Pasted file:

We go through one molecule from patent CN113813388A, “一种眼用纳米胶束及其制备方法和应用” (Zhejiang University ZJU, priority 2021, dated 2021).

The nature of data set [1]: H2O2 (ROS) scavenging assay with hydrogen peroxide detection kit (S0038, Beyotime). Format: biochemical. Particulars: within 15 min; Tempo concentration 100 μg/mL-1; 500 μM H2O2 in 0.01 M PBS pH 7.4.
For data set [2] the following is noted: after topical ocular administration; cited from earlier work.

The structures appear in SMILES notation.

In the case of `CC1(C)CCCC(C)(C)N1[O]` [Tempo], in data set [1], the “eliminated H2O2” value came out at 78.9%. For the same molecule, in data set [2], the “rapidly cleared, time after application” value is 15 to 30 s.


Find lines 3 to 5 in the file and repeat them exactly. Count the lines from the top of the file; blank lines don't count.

For data set [2] the following is noted: after topical ocular administration; cited from earlier work.

The structures appear in SMILES notation.

In the case of `CC1(C)CCCC(C)(C)N1[O]` [Tempo], in data set [1], the “eliminated H2O2” value came out at 78.9%. For the same molecule, in data set [2], the “rapidly cleared, time after application” value is 15 to 30 s.